In a similar vein, Virgin Galactic worked with the Occupational Safety and Health Administration (OSHA) following a 2007 rocket motor malfunction that killed three employees from Scaled Composites. And both companies are now working closely with the NTSB. The final accident report will likely be months in the making, but just days after the event, the group has already disclosed that the accident may be linked to an action called feathering, which lifts parts of the plane’s tail to slow its descent and create drag.

A piece of debris is seen at the SpaceShipTwo crash site in California on October 31. (LUCY NICHOLSON/Reuters/Corbis)

“I think that in this case, the SpaceShipTwo accident will have a sobering effect on the public and remind them that some of the problems haven’t been figured out yet,” says Neal. “But it will also be a reminder that progress is happening, and that there are people who are working to make commercial spaceflight possible.”

However, spaceflight historian Roger Launius thinks that past NASA tragedies are not useful predictors of how the SpaceShipTwo crash will impact space tourism. “The two are apple and oranges in my mind,” says Launius, who is also at the Air and Space Museum. “This was a private sector activity. It had no federal dollars associated with it whatsoever.” The Virgin Group is not a publicly traded company, and it is unclear how the disaster will affect its investor base. The crash clearly hurts Virgin Galactic’s bottom line, because SpaceShipTwo was the only craft of its kind. Branson’s team will have to build a new spaceplane and put it through even more rigorous tests, further delaying the first flights for paying tourists.

Better historical precedent for last week’s tragedies can be found by looking at other commercial ventures that ended disastrously, Launius argues, such as the sinking of the Titanic or accidents suffered by the commercial aviation industry, especially in its early days.

“Airplane crashes had a devastating effect on the industry, to the extent that people wouldn’t fly because they didn’t think it was safe,” Launius says. “The industry had to spend a lot of time trying to convince people that flying was so safe that grandma could come visit you for Christmas. There were all these ads showing that sort of thing—grandma getting out of a taxi after having just flown on TWA.” In the case of the Titanic, public outrage after the disaster led to dramatic new safety regulations for the entire maritime industry—in particular the rules regarding lifeboat availability.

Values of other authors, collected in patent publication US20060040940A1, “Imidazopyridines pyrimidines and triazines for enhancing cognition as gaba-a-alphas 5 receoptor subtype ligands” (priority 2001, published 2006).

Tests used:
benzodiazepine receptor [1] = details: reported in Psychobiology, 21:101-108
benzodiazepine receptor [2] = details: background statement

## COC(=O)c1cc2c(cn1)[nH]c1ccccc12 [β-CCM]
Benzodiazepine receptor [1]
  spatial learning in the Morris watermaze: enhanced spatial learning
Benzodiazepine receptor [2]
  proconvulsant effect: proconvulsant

Launius predicts that the space tourism industry will focus heavily on promoting the safety of its vehicles in the future. “That’s going to be their fundamental advertising campaign. It’s got to be,” he says. “People vote with their pocketbooks when it’s too risky. That may be irrational, but who said people are rational?”

The public will hold companies like Virgin Galactic to very high safety standards, Neal agrees. “Because spaceflight has been happening now for more than 50 years, I think there will be a very high bar for commercial spaceflight,” she adds. “Realistic or not, people are going to expect it to be as safe as airline flight from the beginning.”

Perhaps the broader lesson is that test flights like the one SpaceShipTwo was undertaking are necessary to ensure that commercial space travel comes as close as possible to those expectations. "This is exactly the reason that rigorous flight test programs precede operational service—to find all the flaws and bugs and failure modes and resolve them,” Neal says. “Any aircraft, rocket or spacecraft has setbacks along the way; that is how problems are discovered and systems are improved … whether in the airline industry, the military, NASA or this growing commercial space tourism industry. Flight is tough and spaceflight is even tougher. There are countless things that can go wrong, and testing, testing, testing is how they get resolved."